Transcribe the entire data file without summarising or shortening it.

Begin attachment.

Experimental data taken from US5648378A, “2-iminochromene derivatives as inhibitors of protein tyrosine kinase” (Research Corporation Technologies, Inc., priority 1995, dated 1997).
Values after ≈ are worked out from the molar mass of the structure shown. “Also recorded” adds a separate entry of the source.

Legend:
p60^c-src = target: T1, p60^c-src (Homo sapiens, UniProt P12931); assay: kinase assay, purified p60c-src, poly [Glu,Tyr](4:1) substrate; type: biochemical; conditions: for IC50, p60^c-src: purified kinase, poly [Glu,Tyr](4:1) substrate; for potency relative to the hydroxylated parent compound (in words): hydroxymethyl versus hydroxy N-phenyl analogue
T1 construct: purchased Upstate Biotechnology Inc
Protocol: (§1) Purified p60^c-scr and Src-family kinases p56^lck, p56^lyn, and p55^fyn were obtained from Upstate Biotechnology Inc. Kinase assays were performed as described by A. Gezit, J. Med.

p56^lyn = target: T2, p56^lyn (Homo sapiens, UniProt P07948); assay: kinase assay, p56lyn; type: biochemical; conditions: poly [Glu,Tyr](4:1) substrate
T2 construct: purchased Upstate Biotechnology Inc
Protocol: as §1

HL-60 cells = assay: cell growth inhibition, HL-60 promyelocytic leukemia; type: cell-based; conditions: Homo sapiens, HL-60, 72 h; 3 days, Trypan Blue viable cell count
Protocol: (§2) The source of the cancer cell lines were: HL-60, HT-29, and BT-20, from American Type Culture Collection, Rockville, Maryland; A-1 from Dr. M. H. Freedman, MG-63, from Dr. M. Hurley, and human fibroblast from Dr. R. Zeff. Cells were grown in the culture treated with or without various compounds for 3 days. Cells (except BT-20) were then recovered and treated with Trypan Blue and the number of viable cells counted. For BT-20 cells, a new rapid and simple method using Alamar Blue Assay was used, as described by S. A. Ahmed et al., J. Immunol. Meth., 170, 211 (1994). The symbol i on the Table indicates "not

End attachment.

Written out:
Experimental data taken from US5648378A, “2-iminochromene derivatives as inhibitors of protein tyrosine kinase” (Research Corporation Technologies, Inc., priority 1995, dated 1997).
Values after ≈ are worked out from the molar mass of the structure shown. “Also recorded” adds a separate entry of the source.

Legend:
p60^c-src = target: T1, p60^c-src (Homo sapiens, UniProt P12931); assay: kinase assay, purified p60c-src, poly [Glu,Tyr](4:1) substrate; type: biochemical; conditions: for IC50, p60^c-src: purified kinase, poly [Glu,Tyr](4:1) substrate; for potency relative to the hydroxylated parent compound (in words): hydroxymethyl versus hydroxy N-phenyl analogue
T1 construct: purchased Upstate Biotechnology Inc
Protocol: (§1) Purified p60^c-scr and Src-family kinases p56^lck, p56^lyn, and p55^fyn were obtained from Upstate Biotechnology Inc. Kinase assays were performed as described by A. Gezit, J. Med.

p56^lyn = target: T2, p56^lyn (Homo sapiens, UniProt P07948); assay: kinase assay, p56lyn; type: biochemical; conditions: poly [Glu,Tyr](4:1) substrate
T2 construct: purchased Upstate Biotechnology Inc
Protocol: as §1

HL-60 cells = assay: cell growth inhibition, HL-60 promyelocytic leukemia; type: cell-based; conditions: Homo sapiens, HL-60, 72 h; 3 days, Trypan Blue viable cell count
Protocol: (§2) The source of the cancer cell lines were: HL-60, HT-29, and BT-20, from American Type Culture Collection, Rockville, Maryland; A-1 from Dr. M. H. Freedman, MG-63, from Dr. M. Hurley, and human fibroblast from Dr. R. Zeff. Cells were grown in the culture treated with or without various compounds for 3 days. Cells (except BT-20) were then recovered and treated with Trypan Blue and the number of viable cells counted. For BT-20 cells, a new rapid and simple method using Alamar Blue Assay was used, as described by S. A. Ahmed et al., J. Immunol. Meth., 170, 211 (1994). The symbol i on the Table indicates "not